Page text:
Adding a Beautiful Waterfall for a Peaceful Backyard
30 May 2018
Water features have long been a popular part of landscaping projects. There is something undeniably peaceful about the flow of water, and when added to the tranquil setting of your own garden, it can help create an oasis away from the busyness of life. But if you’re thinking of incorporating a waterfall of some description into your own garden design, how do you even go about starting to plan? Below we share some top tips on things to think about:
1. Design - there are a lot of different designs you can use when looking to install a waterfall, so it’s well worth having a browse around your local garden centre, or ask a gardening company for some ideas. You could, for example, have a traditional rock waterfall, where you stack a number of rocks up, and allow the water to cascade through them. Or you might want something more contemporary, using modern materials such as steel.
2. Size - first off, how big is your garden, and how big do you want your waterfall to be? If you have an ample size garden then you obviously have a lot more space to play with, but even in a moderate size, or even a small sized garden, there are plenty of options. Again it’s worth speaking to a professional gardening service to get some advice, as dimensions on a website might not give you the full story about how much space will really be needed.
3. Location - will you want your waterfall to be the central feature of your backyard and located in the very centre of your lawn, or will you want it a little more discreet and positioned by a wall? This is an important consideration because once you’ve had landscape gardeners install your waterfall, you’re probably not going to be able to move it very easily, so plan well in advance. This will be affected by your overall design and garden care routine, as you want to make sure you can enjoy the rest of the features of your backyard with ease too.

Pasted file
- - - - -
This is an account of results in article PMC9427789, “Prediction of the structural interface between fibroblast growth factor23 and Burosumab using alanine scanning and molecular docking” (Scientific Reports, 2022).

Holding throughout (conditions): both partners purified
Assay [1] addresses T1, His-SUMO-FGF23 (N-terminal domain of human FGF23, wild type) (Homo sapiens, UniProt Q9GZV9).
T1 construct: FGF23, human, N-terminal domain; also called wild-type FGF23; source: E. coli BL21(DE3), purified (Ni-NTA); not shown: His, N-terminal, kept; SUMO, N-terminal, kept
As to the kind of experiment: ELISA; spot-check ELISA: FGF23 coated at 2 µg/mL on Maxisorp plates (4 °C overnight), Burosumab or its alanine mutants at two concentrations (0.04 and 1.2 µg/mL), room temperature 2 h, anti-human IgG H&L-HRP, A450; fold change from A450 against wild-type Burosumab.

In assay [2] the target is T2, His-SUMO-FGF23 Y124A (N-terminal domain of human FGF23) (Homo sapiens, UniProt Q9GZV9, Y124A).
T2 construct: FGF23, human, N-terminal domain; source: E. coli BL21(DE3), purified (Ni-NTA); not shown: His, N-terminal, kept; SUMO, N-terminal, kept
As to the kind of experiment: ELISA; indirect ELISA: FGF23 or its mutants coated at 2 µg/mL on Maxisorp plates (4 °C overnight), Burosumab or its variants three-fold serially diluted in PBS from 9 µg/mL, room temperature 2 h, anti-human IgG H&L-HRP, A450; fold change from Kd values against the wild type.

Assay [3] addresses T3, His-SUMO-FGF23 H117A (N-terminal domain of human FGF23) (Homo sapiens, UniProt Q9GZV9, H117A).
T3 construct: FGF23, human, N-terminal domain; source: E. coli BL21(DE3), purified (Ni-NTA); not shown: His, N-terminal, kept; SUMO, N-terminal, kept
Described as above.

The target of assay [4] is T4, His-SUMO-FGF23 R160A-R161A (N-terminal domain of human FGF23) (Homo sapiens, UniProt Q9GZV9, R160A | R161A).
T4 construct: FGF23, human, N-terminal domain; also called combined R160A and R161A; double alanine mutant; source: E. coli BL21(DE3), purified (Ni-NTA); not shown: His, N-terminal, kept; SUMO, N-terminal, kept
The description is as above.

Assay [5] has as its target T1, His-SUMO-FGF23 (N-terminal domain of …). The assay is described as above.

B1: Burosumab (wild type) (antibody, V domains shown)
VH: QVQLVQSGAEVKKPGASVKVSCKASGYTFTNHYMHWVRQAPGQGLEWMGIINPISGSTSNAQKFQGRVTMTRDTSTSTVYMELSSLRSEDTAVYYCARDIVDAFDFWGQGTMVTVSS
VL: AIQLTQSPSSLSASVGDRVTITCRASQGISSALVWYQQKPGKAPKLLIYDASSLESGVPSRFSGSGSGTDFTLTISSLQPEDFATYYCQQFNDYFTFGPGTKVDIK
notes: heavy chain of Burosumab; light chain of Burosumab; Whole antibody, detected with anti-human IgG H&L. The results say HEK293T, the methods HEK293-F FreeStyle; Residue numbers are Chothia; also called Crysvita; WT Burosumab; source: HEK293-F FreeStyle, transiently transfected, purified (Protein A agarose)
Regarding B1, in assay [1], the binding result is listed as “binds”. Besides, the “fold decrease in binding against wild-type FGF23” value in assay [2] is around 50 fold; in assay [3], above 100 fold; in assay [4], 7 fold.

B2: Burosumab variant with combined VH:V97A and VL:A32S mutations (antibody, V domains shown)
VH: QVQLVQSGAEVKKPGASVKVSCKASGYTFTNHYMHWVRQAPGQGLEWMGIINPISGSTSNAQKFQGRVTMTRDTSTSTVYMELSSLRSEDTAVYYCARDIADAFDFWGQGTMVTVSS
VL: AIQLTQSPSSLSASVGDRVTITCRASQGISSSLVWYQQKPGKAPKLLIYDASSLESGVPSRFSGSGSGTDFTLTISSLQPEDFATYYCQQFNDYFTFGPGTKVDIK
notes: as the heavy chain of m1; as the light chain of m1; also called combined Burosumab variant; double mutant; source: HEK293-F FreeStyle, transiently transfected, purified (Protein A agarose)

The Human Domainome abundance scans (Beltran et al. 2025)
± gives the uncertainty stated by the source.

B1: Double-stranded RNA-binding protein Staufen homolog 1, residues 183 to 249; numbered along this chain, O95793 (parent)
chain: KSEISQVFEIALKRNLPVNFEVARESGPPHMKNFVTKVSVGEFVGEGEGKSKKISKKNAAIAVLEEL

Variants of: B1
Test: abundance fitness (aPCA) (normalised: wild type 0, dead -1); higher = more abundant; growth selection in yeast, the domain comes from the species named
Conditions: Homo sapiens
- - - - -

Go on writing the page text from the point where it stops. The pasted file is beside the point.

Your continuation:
4. Maintenance - some waterfalls are very low maintenance, so you just have to get them installed, plumbed in, and you can leave them be. Others need a lot more care and attention to keep them running smoothly. Think about how much time you have to clean out the water, clean filters or remove dead leaves from your waterfall. If you don’t have time yourself you could consider hiring professional gardeners, but this is obviously extra expense you may not wish to pay.
5. Overall garden design - what is the rest of your garden like, and will installing a waterfall affect it? Will it prevent you from doing other gardening tasks or prevent you from growing certain plants? If your current garden maintenance routine is very simple, will this still be true with a waterfall? For example, if you install a waterfall in the centre of your garden, it might mean you can’t do your lawn mowing as easily as before, which could make the rest of your garden look shabby. In addition to general garden and lawn maintenance, think about whether a waterfall makes sense for the look of your garden. Installing one in a classic Japanese style garden makes sense, but might look out of place in a traditional British layout.
Adding a waterfall to your backyard can be a fabulous way to make a dull garden a little more exciting, but it’s always worth bearing in mind the above to make sure it’s the right option for you.